My fellow friends and family looked at me in horror when I said my husband and I would travel to Provence and southern France in March 2022. When we bought the tickets to Paris in January 2022, the omicron virus was still raging in both the US and EU and the border situation was precarious. Regardless, we took a gamble on the tickets. It was our last chance to take a long vacation and go abroad (due to husband’s work duties), and we were itching to travel.
So why France, and Provence in particular? read more
Discovering My Irish Roots in County Galway, Ireland
Countless Americans make the journey across the Atlantic for one reason alone: discovering their Irish roots in the homeland of Ireland.
I’m no different. When my father first told me that I was Irish (around six years old), I went to the library and checked out every book on Ireland I could find. Each page was filled with green pastures that stretched out to the ocean, castles dotting the rolling green countryside, and cobblestone streets in cute seaside villages. As a young girl growing up in the deserts of coal-mining Utah, Ireland looked like the setting of a faraway fairy tale from a Disney movie.
My Irish Grandma
My Grandma Winnie left Ireland when she was in her early twenties. Her father was a strict, Irish farmer who fit the stereotype: when he wasn’t drinking at the pub, he was beating his kids. My grandmother loved to dance and sing so, despite my grandfather’s strict household rule, she would sneak out of the second floor window and run to the dance halls. Usually she was able to sneak in and out undetected, but one evening her father caught her climbing back in the window. She was beaten bloody.
“Winnie,” my great-grandmother told my grandma the next day. “Your brothers are going to inherit the farmland here and you’ll get nothing. If you stay here they’ll make you labor on the farm and work you to the bone for nothing. If you marry another Irishman around here it will just be the same. Take this ticket to America and find your own future.”
I loved my grandma Winnie and was proud of my Irish heritage. If I was going to Ireland, then I just had to go to her hometown in…
Carna in Connemara, County Galway (aka, the Irish boonies)
Connemara used to be its own county, but it was so small and unpopulated that it was eventually merged with neighboring County Galway for efficiency’s sake. Connemara is a vast swath of bog and plateaus that is unlike anything I’ve ever seen. Connemara is rugged, untouched by man, expansive and stunning in its purity.
When husband and I were driving to Carna, we were surprised to see… well, absolutely nothing. Much of Ireland is rural, but the area around Carna is so rural, you have to wonder if there are more sheep than men wandering around the hills.
The town was tiny–basically, there’s only one supermarket, one church, and two pubs. The ocean is so close you can hear the waves from the main road. The church is the central point of the town, and next to it is a pub (go figure). It was surreal to be in my grandmother’s hometown and think that she wandered these streets and went to this very same church. Since there are only two pubs in the town, we go to the one that’s open and walk in to get some lunch.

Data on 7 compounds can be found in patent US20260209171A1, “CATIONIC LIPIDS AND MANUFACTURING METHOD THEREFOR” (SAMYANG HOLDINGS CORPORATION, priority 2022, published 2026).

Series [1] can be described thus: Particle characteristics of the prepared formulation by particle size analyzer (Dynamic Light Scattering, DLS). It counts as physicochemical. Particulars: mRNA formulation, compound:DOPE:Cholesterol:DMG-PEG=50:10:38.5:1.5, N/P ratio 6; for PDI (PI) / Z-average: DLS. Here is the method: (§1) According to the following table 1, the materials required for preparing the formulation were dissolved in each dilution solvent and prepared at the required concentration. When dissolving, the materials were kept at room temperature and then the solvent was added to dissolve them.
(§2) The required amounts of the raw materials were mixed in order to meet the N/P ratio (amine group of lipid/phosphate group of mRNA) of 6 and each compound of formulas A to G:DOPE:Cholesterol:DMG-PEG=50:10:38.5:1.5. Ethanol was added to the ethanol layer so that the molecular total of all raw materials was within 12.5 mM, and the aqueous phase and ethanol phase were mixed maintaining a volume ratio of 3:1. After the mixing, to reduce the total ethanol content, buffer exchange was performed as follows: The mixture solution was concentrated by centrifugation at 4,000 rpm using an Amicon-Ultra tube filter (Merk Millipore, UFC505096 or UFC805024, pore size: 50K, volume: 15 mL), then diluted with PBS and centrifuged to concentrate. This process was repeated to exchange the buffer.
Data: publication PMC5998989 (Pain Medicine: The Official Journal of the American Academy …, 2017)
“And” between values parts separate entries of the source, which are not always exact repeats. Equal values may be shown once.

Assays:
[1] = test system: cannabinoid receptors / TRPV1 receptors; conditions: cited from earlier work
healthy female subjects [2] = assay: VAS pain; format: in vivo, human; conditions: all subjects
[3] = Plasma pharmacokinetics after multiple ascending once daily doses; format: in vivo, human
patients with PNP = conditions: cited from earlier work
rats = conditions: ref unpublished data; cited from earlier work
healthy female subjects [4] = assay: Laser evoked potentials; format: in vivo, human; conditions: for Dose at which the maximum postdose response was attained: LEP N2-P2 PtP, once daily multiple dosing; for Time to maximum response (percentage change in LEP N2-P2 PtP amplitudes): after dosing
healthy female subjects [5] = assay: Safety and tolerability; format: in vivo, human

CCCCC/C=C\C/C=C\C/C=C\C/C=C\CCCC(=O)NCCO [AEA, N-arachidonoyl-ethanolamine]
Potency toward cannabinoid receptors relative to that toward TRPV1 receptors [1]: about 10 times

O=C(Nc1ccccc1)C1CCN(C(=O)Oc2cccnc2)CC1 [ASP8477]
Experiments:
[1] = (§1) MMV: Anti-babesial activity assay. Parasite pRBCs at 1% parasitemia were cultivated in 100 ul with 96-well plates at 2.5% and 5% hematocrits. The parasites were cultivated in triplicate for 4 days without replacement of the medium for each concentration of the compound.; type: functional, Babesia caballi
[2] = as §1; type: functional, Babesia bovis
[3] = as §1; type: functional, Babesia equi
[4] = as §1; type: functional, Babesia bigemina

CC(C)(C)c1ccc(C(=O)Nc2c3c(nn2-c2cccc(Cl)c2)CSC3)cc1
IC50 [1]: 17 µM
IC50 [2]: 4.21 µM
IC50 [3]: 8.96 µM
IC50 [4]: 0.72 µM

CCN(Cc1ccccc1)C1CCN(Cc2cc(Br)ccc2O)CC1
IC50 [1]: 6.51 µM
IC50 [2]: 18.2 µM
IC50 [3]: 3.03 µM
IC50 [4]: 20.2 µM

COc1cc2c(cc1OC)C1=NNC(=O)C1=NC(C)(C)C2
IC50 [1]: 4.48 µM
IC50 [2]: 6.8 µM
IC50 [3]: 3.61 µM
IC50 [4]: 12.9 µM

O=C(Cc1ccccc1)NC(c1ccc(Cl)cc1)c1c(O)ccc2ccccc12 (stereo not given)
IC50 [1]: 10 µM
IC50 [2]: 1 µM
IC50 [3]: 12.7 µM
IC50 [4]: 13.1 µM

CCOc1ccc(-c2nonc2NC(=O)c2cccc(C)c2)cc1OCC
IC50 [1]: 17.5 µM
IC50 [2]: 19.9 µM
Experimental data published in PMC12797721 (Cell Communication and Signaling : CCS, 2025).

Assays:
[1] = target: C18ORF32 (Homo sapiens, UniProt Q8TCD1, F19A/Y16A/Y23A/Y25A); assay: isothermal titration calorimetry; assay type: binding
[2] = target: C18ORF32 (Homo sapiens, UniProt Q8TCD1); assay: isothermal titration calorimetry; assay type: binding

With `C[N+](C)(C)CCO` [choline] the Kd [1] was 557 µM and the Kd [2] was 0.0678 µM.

As soon as we walked in three elderly men at the bar craned their heads at the door. They gave us a long, hard stare until they went back to nursing their pint of beer. The peppy woman at the bar sat us at a table and took our order.
“Mary,” husband whispered to me. “I think I’m the first Asian person to ever be in this bar. Or even set foot in Carna.”
“Yeah, you’re probably right,” I laughed.
Everyone in the bar spoke Irish gaelic. The waitress told us that everyone in Carna actually does speak Irish with English as a second language. In fact, Carna is known for being the last remaining town where Irish is spoken daily; thus, people in Ireland homestay in Carna for the sole purpose of attaining fluency in Irish. Hearing the Irish-Celtic going around the pub had me feeling like I stepped back in time to a pub from Ireland in the 1800s. I’m quite sure little had changed.
We didn’t spend long in Carna and, much to my disappointment, I didn’t learn more about my grandmother or any surviving relatives. Being there felt surreal to me and it was hard for me to approach the locals to ask about her family. Emotionally I didn’t have the strength, and I hope that someday I can go back to Carna better prepared to find some long lost relatives.
Although Carna is not a tourist destination, it really is stunning. It’s rare to find a patch of Earth that has changed so little over the centuries. The scenery around Carna is burned into my brain–it’s literally unlike anywhere on Earth (and is very different from other parts of Ireland). If you want to hear people speak Irish, eat the best damn meal of mussels you’ll ever have, and discover a patch of Ireland untouched by time–maybe Carna is worth a stop.
But for me, it was definitely worth it. To see where my grandma came from. To see where I came from.
And If You’re Going to Ireland, for God’s Sake go to Galway City: It’s a Must
When people ask me where they should go when planning a trip to Ireland, I immediately say:
“Skip Dublin and go straight to Galway. Trust me.”
I’m not just saying that because I’m from Galway–I’m saying it because Galway City is the shit. It’s like stepping into a modern, medieval city. It’s a stunning city on the seaside that has cobblestone streets, charming medieval homes, and pubs that feel like they came right out of a fantasy film. When you walk down the main street in Galway, you’ll find Irish performers dancing in the streets. Smell freshly baked bred or a pot of Irish stew brewing nearby. Hear the music of Irish guitars and tin whistles from the lively pubs flood onto the street.